A round-up of recent cinema goings:
Chimes at Midnight (Welles/65)
Strangely I didn’t connect with this on the direct, emotional level I have with all of the other Orson Welles’ films I’ve seen (and that includes the cruelly underrated The Trial). Perhaps I need to watch it again, as many aspects stood out - Welles as Falstaff, Keith Baxter as Hal and John Gielgud as Henry IV are all superb and two scenes particularly stick out: the chaotic, muddy visualisation of the Battle of Shrewsbury, inventively employing hand-held coverage and of course, the classic renunciation of Falstaff by Hal, now Henry V. Welles disguises his low-budget incredibly well, intelligently selecting Spanish locations to create a medieval England, but I felt that perhaps the pace was off, the battle scene coming too early and leading to an overly-long second half. At any rate, this deserves another viewing in the future.
The Lobster (Lanthimos/15)
Yorgos Lanthimos’ satire, set in an alternate world where people, if not in a relationship, are sent to a hotel where they must find a partner and if not, get turned into an animal of their choosing, promises Buñuelian fun. Alas, it doesn’t deliver. The opening 45 minutes or so set in the hotel are dryly amusing, with Colin Farrell the empty vessel which constantly denies audience identification. Yet as soon as he leaves the hotel, the film goes downhill - the restrained humour virtually disappears and the surreal hotel setting abandoned in favour of a banal forest. The film from here on in feels interminable, and Lanthimos’ direction, so distant and cold, leads to the talented cast (Farrell, Rachel Weisz, Olivia Colman, John C. Reilly, Léa Seydoux) seeming to be incredibly wooden and uninteresting. A world defined by whether you’re in a relationship or not sounds like a fascinating premise, but its exploration is disappointingly limited, with none of the implications worked through (perhaps because the wider world remains so deliberately opaque). In other words, a frustrating viewing experience.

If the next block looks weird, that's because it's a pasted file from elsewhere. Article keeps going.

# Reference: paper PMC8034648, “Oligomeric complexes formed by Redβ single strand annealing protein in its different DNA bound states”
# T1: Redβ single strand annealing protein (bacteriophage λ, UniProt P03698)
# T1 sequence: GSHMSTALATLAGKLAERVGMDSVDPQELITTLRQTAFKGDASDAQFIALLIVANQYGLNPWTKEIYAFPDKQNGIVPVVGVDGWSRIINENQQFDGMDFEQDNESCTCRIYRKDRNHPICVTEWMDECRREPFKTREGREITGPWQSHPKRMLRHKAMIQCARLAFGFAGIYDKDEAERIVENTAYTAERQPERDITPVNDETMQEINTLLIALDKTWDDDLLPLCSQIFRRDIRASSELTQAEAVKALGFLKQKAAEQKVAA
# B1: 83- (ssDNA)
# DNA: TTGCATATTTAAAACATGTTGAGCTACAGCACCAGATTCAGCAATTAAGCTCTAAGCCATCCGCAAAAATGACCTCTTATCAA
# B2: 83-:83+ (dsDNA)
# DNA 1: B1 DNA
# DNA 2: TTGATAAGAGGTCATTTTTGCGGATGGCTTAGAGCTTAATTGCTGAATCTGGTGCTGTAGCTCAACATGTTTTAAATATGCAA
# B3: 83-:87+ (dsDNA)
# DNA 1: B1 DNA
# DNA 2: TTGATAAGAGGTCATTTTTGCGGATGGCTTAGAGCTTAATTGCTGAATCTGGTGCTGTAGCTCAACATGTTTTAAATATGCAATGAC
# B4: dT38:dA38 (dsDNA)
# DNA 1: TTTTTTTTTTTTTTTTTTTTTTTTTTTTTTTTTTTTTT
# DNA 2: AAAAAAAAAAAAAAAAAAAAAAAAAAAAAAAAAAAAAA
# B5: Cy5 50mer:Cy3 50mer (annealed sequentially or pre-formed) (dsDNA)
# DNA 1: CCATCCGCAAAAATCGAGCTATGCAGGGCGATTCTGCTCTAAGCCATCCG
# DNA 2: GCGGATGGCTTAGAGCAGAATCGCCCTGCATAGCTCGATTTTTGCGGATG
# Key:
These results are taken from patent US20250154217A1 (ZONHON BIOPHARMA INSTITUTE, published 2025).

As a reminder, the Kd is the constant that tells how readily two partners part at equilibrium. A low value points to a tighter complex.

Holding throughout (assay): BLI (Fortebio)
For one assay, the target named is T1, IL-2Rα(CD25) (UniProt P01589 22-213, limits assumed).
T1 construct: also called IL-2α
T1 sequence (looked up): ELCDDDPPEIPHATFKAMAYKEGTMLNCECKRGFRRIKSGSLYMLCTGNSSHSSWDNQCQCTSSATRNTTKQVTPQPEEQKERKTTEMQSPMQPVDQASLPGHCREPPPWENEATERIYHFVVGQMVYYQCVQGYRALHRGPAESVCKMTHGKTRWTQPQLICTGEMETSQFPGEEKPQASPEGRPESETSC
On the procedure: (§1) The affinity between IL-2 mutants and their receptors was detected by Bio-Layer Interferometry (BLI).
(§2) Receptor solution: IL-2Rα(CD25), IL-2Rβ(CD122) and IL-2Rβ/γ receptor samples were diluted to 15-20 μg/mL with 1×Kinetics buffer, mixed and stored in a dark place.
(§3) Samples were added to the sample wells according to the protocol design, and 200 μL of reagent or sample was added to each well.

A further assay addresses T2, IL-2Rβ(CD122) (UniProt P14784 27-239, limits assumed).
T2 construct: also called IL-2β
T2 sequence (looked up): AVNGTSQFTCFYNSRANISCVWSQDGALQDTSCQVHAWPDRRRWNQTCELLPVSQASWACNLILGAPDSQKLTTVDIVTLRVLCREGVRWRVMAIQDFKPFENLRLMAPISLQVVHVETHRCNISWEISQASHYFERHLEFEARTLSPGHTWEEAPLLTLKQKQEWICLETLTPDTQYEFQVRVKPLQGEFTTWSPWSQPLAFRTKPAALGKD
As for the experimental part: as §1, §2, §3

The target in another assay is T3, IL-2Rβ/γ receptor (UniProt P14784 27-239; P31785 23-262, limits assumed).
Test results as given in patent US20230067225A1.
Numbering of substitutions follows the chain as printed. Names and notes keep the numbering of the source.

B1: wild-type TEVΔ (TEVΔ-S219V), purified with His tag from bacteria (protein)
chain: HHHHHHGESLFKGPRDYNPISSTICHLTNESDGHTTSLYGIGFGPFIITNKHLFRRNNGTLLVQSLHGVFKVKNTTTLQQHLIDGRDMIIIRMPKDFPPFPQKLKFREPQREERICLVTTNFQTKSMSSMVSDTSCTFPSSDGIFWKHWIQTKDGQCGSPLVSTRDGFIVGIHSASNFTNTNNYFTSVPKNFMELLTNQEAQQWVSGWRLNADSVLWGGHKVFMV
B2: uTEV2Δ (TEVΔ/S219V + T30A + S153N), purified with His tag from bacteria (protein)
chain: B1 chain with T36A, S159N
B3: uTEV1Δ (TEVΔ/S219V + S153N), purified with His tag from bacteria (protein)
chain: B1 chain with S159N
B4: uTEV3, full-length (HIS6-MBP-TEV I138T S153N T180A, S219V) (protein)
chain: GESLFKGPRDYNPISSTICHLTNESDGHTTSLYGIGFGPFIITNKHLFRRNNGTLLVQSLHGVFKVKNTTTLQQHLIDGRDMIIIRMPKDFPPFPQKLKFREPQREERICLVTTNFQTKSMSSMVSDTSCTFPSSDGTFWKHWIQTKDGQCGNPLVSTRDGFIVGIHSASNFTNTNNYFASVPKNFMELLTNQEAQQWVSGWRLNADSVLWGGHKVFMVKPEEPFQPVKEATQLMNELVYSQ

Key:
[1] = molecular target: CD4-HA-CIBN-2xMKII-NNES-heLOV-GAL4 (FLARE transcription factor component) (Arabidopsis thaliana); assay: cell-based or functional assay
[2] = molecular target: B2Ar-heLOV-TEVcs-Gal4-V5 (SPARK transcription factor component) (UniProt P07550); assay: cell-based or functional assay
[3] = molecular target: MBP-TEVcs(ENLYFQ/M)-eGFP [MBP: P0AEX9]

A commendably brief (84 minutes) exploration of the final days of Pier Paolo Pasolini, Abel Ferrara has made a film that lives and breathes in the spirit of the European arthouse films Pasolini himself made. Willem Defoe, despite performing in English, is excellent as the director but what’s so refreshing is Ferrara’s refusal to play by the rules of conventional biopics: along with showing Pasolini, he dramatises the novel he’s working on and his plans for his latest, post-Salò film. It amounts to a truly great biography in that it imagines the art as well as the artist, while still remaining resolutely honest about Pasolini’s gay life. It doesn’t indulge in any conspiracy theories around Pasolini’s murder but operates as a finally very moving portrait of a man who was far more than just a film director. Also, it has a great use of the Staple Singers’ I’ll Take You There…